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Shining a light on history's heroes

By Chen Nan | China Daily | Updated: 2024-06-17 06:42

Creative team members of The Unknown Heroes pose during a news conference on Wednesday at the NCPA in Beijing. The group includes director Li Bonan (third from right) and scriptwriter Hai Fei (fourth from left). [Photo provided to China Daily]

Stage adaptation of novel about unknown wartime revolutionaries to mark CPC's 103rd anniversary, Chen Nan reports.

A stage adaptation of Hai Fei's award-winning novel, The Unknown Heroes, will make its debut at the National Centre for the Performing Arts in Beijing between June 28 and July 1 with four shows in honor of the 103rd anniversary of the founding of the Communist Party of China, which falls on July 1.

Set against the backdrop of the War of Resistance Against Japanese Aggression (1931-45), the play follows young revolutionaries in Shanghai fighting for the nation. Liu Zhiyang from the Beijing People's Art Theatre plays the lead role as Xiang Jinxi, a cook who is born into a wealthy family and who secretly works for the CPC. He dreams of going to Yan'an in Shaanxi province, where the CPC Central Committee was based at the time. His life undergoes a series of changes after his family falls apart due to the war, his friends turn against each other, and his romance fails.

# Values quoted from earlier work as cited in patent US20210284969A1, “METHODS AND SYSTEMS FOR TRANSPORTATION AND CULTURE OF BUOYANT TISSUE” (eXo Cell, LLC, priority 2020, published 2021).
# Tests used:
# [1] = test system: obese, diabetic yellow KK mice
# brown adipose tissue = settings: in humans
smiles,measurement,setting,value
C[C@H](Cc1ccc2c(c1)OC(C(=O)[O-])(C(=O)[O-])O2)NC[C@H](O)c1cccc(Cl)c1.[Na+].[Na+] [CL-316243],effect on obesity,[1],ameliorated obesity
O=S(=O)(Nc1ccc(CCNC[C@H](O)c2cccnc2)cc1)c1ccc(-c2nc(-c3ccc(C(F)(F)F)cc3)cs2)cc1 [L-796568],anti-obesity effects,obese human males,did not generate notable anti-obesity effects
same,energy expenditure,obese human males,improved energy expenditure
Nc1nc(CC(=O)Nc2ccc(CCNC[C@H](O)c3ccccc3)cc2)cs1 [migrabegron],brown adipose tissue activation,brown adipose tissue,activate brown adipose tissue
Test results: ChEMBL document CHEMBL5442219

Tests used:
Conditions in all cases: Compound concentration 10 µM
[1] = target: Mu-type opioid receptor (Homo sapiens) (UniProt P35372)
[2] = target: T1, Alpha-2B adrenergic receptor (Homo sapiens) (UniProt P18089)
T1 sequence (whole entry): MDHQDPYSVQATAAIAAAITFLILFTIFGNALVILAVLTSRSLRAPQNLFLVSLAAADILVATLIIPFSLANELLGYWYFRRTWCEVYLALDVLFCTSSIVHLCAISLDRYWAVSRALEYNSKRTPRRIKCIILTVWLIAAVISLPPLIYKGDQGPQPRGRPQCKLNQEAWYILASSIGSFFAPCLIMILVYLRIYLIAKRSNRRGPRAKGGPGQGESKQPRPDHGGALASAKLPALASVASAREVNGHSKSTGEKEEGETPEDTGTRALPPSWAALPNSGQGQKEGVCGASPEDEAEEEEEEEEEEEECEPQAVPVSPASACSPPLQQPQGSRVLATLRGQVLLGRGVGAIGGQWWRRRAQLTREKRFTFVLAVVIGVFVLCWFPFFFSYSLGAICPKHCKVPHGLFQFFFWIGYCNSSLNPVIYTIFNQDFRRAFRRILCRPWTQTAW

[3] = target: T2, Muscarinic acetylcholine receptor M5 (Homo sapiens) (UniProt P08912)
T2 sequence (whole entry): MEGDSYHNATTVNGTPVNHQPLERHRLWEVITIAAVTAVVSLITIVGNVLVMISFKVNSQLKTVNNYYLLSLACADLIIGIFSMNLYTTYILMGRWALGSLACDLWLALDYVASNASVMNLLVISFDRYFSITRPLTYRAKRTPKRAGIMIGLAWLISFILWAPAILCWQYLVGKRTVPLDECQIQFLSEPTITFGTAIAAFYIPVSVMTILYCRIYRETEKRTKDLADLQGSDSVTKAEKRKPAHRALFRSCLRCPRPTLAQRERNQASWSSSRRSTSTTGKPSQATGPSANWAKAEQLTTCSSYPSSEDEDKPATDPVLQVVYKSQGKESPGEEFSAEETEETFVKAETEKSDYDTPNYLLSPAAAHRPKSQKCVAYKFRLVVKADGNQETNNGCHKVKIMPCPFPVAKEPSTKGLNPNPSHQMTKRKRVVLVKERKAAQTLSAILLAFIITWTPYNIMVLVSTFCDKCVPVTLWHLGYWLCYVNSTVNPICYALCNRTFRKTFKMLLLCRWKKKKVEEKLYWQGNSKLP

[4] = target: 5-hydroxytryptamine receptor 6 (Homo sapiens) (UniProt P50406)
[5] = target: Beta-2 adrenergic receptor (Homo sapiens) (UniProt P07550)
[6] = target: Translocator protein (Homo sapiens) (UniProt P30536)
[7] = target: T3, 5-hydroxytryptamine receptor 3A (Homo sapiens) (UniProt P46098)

Produced by the Shanghai Oriental Art Center and directed by Li Bonan, the play premiered in Shanghai between May 27 and 31, marking the 75th anniversary of the liberation of Shanghai, which fell on May 27.

"I still remember vividly that when I wrote The Unknown Heroes, I was writing a script for a TV drama, which was also a spy thriller. Though the stories were quite different, they shared one thing in common, their portrayal of a group of young people who, with determination and ambition, fought for the nation," Hai Fei said at the NCPA on Wednesday. "The scenes I included in both works were inspired by many articles I read about China during the 1930s. During wartime, hundreds of thousands of young people went to Yan'an, the revolutionary base, to fulfill their revolutionary dream. Their faith deeply touches me. For them, Yan'an was more than just the name of a place, it represented their belief."

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